Offices to remain below pre-Covid levels until 2025, says report
If you had hopes that a vaccine would reunite you your office buddy by next summer, you might want to think again.
A recent report from Cushman and Wakefield, a commercial real estate services firm based in Chicago, shows that global pricing and demand for office spaces will take five years to recover.
The report argues that vacancies can be expected to peak around 15 percent in 2022. This would leave roughly 95.8 million square feet of space empty within the next two years, placing the severity of vacancies near those of the 2008 financial crisis.
According to the report, office markets will return to their pre-Covid levels of roughly 10.9 worldwide by 2025. Much of the progress can be expected to shift depending on location as reducing space needs has become the norm for companies in the United States.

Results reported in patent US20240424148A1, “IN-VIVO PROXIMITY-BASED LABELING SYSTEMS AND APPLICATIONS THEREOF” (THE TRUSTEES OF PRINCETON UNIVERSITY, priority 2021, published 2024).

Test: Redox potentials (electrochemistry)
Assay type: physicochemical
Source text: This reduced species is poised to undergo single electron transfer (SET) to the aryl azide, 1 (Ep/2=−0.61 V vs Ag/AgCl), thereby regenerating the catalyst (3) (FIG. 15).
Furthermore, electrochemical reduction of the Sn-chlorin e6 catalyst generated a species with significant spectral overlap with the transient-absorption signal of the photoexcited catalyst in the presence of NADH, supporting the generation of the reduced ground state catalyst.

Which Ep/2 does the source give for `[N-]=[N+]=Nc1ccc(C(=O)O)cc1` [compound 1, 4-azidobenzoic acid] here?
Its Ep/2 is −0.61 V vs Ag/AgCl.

‘We expect vacancies to increase everywhere”, explained Rebecca Rockey, Cushman’s global forecasting, to Bloomberg. “It’s just that the underlying dynamics causing this change are a bit different from the West versus the East.”
Nonetheless, the firm assumes that businesses will return to offices in the future. They blieve office spaces are more productive and allow for easier collaboration and innovation.
Some companies, such as JP Morgan, have been vocally in support of this position, arguing that working from home for longer periods can cause social and economic harm to companies and their employees.
However, workers have been reluctant to return to the office.
Financial sector employees on Wall Street returned to their offices in early September, but were forced to return to working at home when new cases began to appear.